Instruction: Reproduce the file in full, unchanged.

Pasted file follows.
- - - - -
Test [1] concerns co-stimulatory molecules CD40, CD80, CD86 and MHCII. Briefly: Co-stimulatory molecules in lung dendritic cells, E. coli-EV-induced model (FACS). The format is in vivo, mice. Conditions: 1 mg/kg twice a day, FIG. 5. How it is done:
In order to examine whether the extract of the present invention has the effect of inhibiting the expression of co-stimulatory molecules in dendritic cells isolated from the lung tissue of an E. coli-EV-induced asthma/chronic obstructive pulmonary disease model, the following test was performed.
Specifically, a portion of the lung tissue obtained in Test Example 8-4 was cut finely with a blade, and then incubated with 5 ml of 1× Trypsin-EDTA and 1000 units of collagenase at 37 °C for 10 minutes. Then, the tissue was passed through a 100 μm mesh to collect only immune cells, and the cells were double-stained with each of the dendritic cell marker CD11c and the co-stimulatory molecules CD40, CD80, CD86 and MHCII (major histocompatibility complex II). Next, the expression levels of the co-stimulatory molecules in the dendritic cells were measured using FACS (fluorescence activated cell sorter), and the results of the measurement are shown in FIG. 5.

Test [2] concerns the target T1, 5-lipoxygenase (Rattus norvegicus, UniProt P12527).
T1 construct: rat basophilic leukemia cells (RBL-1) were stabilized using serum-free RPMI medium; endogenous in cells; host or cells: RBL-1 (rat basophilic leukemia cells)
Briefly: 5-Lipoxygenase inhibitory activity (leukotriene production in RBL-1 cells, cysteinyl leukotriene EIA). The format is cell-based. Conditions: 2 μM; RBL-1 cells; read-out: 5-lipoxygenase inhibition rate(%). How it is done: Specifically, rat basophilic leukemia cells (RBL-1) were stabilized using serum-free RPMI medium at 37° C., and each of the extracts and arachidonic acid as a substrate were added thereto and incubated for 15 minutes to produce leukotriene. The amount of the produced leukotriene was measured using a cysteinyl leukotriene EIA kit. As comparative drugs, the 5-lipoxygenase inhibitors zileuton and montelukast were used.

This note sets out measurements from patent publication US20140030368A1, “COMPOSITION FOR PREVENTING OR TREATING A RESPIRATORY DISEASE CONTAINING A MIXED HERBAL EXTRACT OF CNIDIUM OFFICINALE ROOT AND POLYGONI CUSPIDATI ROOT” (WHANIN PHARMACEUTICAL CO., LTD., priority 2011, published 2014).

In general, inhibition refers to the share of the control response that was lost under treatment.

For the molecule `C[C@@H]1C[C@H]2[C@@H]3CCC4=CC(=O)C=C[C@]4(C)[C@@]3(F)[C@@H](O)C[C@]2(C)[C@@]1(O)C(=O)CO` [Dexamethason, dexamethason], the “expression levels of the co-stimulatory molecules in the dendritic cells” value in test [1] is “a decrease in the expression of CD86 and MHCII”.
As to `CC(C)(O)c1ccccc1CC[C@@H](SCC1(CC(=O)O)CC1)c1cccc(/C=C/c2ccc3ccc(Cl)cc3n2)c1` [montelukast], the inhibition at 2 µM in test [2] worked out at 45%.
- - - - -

Test [1] concerns co-stimulatory molecules CD40, CD80, CD86 and MHCII. Briefly: Co-stimulatory molecules in lung dendritic cells, E. coli-EV-induced model (FACS). The format is in vivo, mice. Conditions: 1 mg/kg twice a day, FIG. 5. How it is done:
In order to examine whether the extract of the present invention has the effect of inhibiting the expression of co-stimulatory molecules in dendritic cells isolated from the lung tissue of an E. coli-EV-induced asthma/chronic obstructive pulmonary disease model, the following test was performed.
Specifically, a portion of the lung tissue obtained in Test Example 8-4 was cut finely with a blade, and then incubated with 5 ml of 1× Trypsin-EDTA and 1000 units of collagenase at 37 °C for 10 minutes. Then, the tissue was passed through a 100 μm mesh to collect only immune cells, and the cells were double-stained with each of the dendritic cell marker CD11c and the co-stimulatory molecules CD40, CD80, CD86 and MHCII (major histocompatibility complex II). Next, the expression levels of the co-stimulatory molecules in the dendritic cells were measured using FACS (fluorescence activated cell sorter), and the results of the measurement are shown in FIG. 5.

Test [2] concerns the target T1, 5-lipoxygenase (Rattus norvegicus, UniProt P12527).
T1 construct: rat basophilic leukemia cells (RBL-1) were stabilized using serum-free RPMI medium; endogenous in cells; host or cells: RBL-1 (rat basophilic leukemia cells)
Briefly: 5-Lipoxygenase inhibitory activity (leukotriene production in RBL-1 cells, cysteinyl leukotriene EIA). The format is cell-based. Conditions: 2 μM; RBL-1 cells; read-out: 5-lipoxygenase inhibition rate(%). How it is done: Specifically, rat basophilic leukemia cells (RBL-1) were stabilized using serum-free RPMI medium at 37° C., and each of the extracts and arachidonic acid as a substrate were added thereto and incubated for 15 minutes to produce leukotriene. The amount of the produced leukotriene was measured using a cysteinyl leukotriene EIA kit. As comparative drugs, the 5-lipoxygenase inhibitors zileuton and montelukast were used.

This note sets out measurements from patent publication US20140030368A1, “COMPOSITION FOR PREVENTING OR TREATING A RESPIRATORY DISEASE CONTAINING A MIXED HERBAL EXTRACT OF CNIDIUM OFFICINALE ROOT AND POLYGONI CUSPIDATI ROOT” (WHANIN PHARMACEUTICAL CO., LTD., priority 2011, published 2014).

In general, inhibition refers to the share of the control response that was lost under treatment.

For the molecule `C[C@@H]1C[C@H]2[C@@H]3CCC4=CC(=O)C=C[C@]4(C)[C@@]3(F)[C@@H](O)C[C@]2(C)[C@@]1(O)C(=O)CO` [Dexamethason, dexamethason], the “expression levels of the co-stimulatory molecules in the dendritic cells” value in test [1] is “a decrease in the expression of CD86 and MHCII”.
As to `CC(C)(O)c1ccccc1CC[C@@H](SCC1(CC(=O)O)CC1)c1cccc(/C=C/c2ccc3ccc(Cl)cc3n2)c1` [montelukast], the inhibition at 2 µM in test [2] worked out at 45%.